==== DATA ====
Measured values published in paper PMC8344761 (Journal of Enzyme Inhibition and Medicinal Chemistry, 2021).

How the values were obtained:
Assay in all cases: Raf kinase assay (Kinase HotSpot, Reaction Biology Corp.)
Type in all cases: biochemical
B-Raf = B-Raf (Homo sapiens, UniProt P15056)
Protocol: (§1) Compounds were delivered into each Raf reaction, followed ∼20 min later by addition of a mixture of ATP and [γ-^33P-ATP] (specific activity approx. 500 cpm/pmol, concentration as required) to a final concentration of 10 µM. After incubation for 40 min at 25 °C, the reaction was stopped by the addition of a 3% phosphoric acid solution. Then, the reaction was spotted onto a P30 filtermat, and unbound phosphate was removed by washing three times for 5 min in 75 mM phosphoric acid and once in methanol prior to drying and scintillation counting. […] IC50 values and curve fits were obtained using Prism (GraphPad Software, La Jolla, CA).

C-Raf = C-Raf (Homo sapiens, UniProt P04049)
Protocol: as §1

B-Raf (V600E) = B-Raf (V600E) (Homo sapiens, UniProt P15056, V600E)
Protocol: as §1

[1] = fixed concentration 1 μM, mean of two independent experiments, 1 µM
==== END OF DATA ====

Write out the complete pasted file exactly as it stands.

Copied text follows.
Measured values published in paper PMC8344761 (Journal of Enzyme Inhibition and Medicinal Chemistry, 2021).

How the values were obtained:
Assay in all cases: Raf kinase assay (Kinase HotSpot, Reaction Biology Corp.)
Type in all cases: biochemical
B-Raf = B-Raf (Homo sapiens, UniProt P15056)
Protocol: (§1) Compounds were delivered into each Raf reaction, followed ∼20 min later by addition of a mixture of ATP and [γ-^33P-ATP] (specific activity approx. 500 cpm/pmol, concentration as required) to a final concentration of 10 µM. After incubation for 40 min at 25 °C, the reaction was stopped by the addition of a 3% phosphoric acid solution. Then, the reaction was spotted onto a P30 filtermat, and unbound phosphate was removed by washing three times for 5 min in 75 mM phosphoric acid and once in methanol prior to drying and scintillation counting. […] IC50 values and curve fits were obtained using Prism (GraphPad Software, La Jolla, CA).

C-Raf = C-Raf (Homo sapiens, UniProt P04049)
Protocol: as §1

B-Raf (V600E) = B-Raf (V600E) (Homo sapiens, UniProt P15056, V600E)
Protocol: as §1

[1] = fixed concentration 1 μM, mean of two independent experiments, 1 µM